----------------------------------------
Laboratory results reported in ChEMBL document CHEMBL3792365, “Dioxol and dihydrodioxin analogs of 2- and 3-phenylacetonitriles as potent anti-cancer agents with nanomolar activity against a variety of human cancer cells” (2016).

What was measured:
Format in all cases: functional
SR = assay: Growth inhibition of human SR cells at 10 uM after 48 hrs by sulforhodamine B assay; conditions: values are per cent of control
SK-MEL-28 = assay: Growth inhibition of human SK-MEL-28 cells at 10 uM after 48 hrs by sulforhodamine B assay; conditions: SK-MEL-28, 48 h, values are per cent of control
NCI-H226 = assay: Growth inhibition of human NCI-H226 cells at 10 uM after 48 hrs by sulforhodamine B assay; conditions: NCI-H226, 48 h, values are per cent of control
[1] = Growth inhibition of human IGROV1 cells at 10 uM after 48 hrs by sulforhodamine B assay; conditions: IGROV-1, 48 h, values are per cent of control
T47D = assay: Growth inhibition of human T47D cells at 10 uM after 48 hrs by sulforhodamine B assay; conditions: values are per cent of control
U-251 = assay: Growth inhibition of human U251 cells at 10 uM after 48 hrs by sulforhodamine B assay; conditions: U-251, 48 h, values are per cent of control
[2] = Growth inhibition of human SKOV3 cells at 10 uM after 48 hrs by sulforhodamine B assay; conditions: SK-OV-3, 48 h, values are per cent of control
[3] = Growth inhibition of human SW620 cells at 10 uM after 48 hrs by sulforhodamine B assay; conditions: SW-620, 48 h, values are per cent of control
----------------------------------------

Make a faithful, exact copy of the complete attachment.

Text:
Laboratory results reported in ChEMBL document CHEMBL3792365, “Dioxol and dihydrodioxin analogs of 2- and 3-phenylacetonitriles as potent anti-cancer agents with nanomolar activity against a variety of human cancer cells” (2016).

What was measured:
Format in all cases: functional
SR = assay: Growth inhibition of human SR cells at 10 uM after 48 hrs by sulforhodamine B assay; conditions: values are per cent of control
SK-MEL-28 = assay: Growth inhibition of human SK-MEL-28 cells at 10 uM after 48 hrs by sulforhodamine B assay; conditions: SK-MEL-28, 48 h, values are per cent of control
NCI-H226 = assay: Growth inhibition of human NCI-H226 cells at 10 uM after 48 hrs by sulforhodamine B assay; conditions: NCI-H226, 48 h, values are per cent of control
[1] = Growth inhibition of human IGROV1 cells at 10 uM after 48 hrs by sulforhodamine B assay; conditions: IGROV-1, 48 h, values are per cent of control
T47D = assay: Growth inhibition of human T47D cells at 10 uM after 48 hrs by sulforhodamine B assay; conditions: values are per cent of control
U-251 = assay: Growth inhibition of human U251 cells at 10 uM after 48 hrs by sulforhodamine B assay; conditions: U-251, 48 h, values are per cent of control
[2] = Growth inhibition of human SKOV3 cells at 10 uM after 48 hrs by sulforhodamine B assay; conditions: SK-OV-3, 48 h, values are per cent of control
[3] = Growth inhibition of human SW620 cells at 10 uM after 48 hrs by sulforhodamine B assay; conditions: SW-620, 48 h, values are per cent of control